what's so impt abt lens size?


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shuy

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#1
there r so many different diameter sizes for lens, i'm wondering what's the significance behind it all? bigger = better?
 

shidenx

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#2
Actually it is important to get the correct diameter for watever lens u have. IF its not the same it will not fit your camera's thread. Thats all.
 

iceman

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huh?? i thought the mount for a particular brand of camera would be the same - mount for eg d30 and d60 and 10d are similar.

my understanding - lower f stop would mean bigger diameter.
 

shidenx

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He's asking about the diameter of lenses. Not mount Size. how can a 58mm uv filter fit a thread size smaller or larger than that of 58mm
 

munfai

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generally the larger the diameter, the larger the front element and thus larger the maximum aperture as more light is can be captured.

general exceptions are fisheyes and wide-angles, as they need a large front element for a wider angle of view. but these lenses don't come cheap as well... :(

you can say that bigger = more expensive. not necessarily better.
 

Andy Ho

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I think you guys are very confused about what you are talking about. Please note that generally when lens diameter is being referred to, it meant the front diameter of the lens.

For certain lenses, especially zoom lenses with many glass elements, it is of paramount importance to calculate the exact angle that light will travel within the lens to hit the film precisely where it should be hitting. Part of the calculations demand that the front lens diameter be big so as to "compensate" for the angle that the light will need to move thru the many lens elements inside.

The other reason is that by allowing a bigger diameter on the front, more light is let in so as to counteract vignetting. Vignetting is a darkening of the edges caused by not having light hit the film surface uniformly from centre outwards to the edge of the film. It is especially prominent with lenses that has big aperture to begin with, eg: f/2.8.....and coupled with long lens body.

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iceman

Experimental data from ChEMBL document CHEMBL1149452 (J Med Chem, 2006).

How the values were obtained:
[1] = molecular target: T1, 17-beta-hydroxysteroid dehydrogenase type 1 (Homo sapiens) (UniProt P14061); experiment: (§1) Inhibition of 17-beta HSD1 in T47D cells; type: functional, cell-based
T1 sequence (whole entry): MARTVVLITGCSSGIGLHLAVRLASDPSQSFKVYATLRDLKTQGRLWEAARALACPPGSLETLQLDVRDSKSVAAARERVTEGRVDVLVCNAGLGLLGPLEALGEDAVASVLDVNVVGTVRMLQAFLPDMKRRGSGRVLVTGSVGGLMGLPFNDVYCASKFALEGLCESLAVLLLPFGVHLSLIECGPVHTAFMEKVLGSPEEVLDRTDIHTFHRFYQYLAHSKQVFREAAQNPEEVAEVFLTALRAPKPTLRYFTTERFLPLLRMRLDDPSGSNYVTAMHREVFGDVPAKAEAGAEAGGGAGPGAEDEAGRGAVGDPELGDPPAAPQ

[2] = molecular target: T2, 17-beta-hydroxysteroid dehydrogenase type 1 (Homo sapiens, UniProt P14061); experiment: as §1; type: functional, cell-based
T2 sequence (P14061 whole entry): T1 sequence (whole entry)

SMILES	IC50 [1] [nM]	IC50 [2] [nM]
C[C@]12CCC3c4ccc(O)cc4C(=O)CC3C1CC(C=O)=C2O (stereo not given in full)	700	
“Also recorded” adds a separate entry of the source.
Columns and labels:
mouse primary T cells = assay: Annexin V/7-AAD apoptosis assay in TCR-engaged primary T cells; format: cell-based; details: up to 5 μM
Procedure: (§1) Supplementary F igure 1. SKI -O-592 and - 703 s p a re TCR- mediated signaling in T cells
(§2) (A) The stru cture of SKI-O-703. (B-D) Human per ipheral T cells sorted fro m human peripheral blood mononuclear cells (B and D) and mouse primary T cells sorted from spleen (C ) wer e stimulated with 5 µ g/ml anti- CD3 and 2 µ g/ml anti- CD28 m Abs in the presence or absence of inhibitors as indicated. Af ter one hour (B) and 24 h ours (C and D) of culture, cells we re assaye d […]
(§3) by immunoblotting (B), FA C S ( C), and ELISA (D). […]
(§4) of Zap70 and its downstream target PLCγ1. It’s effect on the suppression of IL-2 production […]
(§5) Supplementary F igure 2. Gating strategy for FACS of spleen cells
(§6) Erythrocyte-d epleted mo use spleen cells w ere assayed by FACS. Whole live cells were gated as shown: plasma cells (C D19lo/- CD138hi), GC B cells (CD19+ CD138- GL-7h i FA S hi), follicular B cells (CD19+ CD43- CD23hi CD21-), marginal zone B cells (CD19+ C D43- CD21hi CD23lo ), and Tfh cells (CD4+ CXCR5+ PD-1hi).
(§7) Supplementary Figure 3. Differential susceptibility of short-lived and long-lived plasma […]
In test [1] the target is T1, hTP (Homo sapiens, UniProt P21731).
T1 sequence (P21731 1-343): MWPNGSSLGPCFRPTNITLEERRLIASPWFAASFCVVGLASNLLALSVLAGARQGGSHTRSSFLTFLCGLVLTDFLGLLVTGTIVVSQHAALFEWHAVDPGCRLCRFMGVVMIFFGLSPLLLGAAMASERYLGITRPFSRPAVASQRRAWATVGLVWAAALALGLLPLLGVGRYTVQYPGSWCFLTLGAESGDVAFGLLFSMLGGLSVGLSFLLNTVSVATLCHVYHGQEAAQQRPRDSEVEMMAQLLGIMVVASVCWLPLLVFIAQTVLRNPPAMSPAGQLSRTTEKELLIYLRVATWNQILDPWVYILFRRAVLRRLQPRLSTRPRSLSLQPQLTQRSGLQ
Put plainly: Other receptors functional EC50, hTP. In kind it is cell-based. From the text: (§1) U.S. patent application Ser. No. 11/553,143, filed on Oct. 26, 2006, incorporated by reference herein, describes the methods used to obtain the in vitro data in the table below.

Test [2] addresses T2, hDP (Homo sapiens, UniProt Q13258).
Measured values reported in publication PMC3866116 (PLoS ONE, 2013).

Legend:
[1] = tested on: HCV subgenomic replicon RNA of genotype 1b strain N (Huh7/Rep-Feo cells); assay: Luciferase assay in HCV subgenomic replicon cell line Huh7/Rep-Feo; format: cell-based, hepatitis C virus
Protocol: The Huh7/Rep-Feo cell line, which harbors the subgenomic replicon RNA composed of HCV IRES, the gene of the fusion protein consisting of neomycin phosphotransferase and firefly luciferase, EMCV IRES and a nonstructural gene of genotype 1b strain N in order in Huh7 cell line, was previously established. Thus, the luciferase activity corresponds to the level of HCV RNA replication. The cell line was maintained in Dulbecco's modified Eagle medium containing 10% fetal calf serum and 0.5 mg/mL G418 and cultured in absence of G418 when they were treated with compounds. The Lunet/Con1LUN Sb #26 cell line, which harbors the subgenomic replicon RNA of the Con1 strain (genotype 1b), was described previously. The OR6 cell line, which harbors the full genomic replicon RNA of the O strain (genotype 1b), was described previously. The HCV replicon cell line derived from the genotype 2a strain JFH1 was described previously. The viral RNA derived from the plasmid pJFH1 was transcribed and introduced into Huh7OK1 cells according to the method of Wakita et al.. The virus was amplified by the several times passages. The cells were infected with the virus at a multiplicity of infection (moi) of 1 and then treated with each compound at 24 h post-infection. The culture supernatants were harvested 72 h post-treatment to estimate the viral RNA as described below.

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#7
Originally posted by shidenx
He's asking about the diameter of lenses. Not mount Size. how can a 58mm uv filter fit a thread size smaller or larger than that of 58mm
well, thats what i thought and i don't think your post mentioned filter at all.

that's why i mentioned about f stop which would relate to aperture.
 

shidenx

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Erm i mention fitting the camera's thread not mount. Hehe oh nvm he's talking about filter size of the lens! There no more confusion
 

shuy

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my 3100Z has a lens size of 46mm only, but it's wide enuff to allow a aperture of 2, n it doesn't have any vignetting, at least to my untrained eye. so y r there lens that r sooo much bigger? has it got to do wif zoom capability? i.e more zoom = longer focal length = wider lens needed? wild guess...
 

Larry

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#10
Originally posted by shuy
my 3100Z has a lens size of 46mm only, but it's wide enuff to allow a aperture of 2, n it doesn't have any vignetting, at least to my untrained eye. so y r there lens that r sooo much bigger? has it got to do wif zoom capability? i.e more zoom = longer focal length = wider lens needed? wild guess...
nope, it's to do with aperture size. generally the bigger the aperture range (e.g. f/2.8 and bigger), the bigger the lens element. that's why you can have a massive 70-200 f/2.8 while the f/4.0 version is so much smaller.

the lens size on the 3100z is much smaller cos simply put, the sensor is so much smaller than say the 35mm standard. it also means that the f/2 aperture on the 3100z allows in the same amount of light that a f/2.0 lens delivers to a 35mm camera, relative to the size of the film/sensor. meaning, smaller sensor needs less light, bigger sensor needs more light.

of course the absolute size of the apertures and sensors/film directly affects the DoF, which means the smaller sensor of the 3100z will give more depth-of-field. but that's another confusing matter altogether.

hope that helps... :D
 

shuy

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#11
Originally posted by Larry
nope, it's to do with aperture size. generally the bigger the aperture range (e.g. f/2.8 and bigger), the bigger the lens element. that's why you can have a massive 70-200 f/2.8 while the f/4.0 version is so much smaller.

the lens size on the 3100z is much smaller cos simply put, the sensor is so much smaller than say the 35mm standard. it also means that the f/2 aperture on the 3100z allows in the same amount of light that a f/2.0 lens delivers to a 35mm camera, relative to the size of the film/sensor. meaning, smaller sensor needs less light, bigger sensor needs more light.

of course the absolute size of the apertures and sensors/film directly affects the DoF, which means the smaller sensor of the 3100z will give more depth-of-field. but that's another confusing matter altogether.

hope that helps... :D
by sensor do u mean the CCD? so cos my 3100Z has a 3.34MP CCD, it doesn't need so much light? does this mean the size of the lens should correspond to the size of film/CCD? there r so many lens sizes, but how many film sizes r there? hmm... i'm still not understanding something.... :dunno:
 

SianZronG

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#12
the sensor size of your 3100z is only 7.18 x 5.32 mm

while the D30/D60/D10's sensor size is 22.7 mm x 15.1 mm

see the difference in sensor size and lense size? :D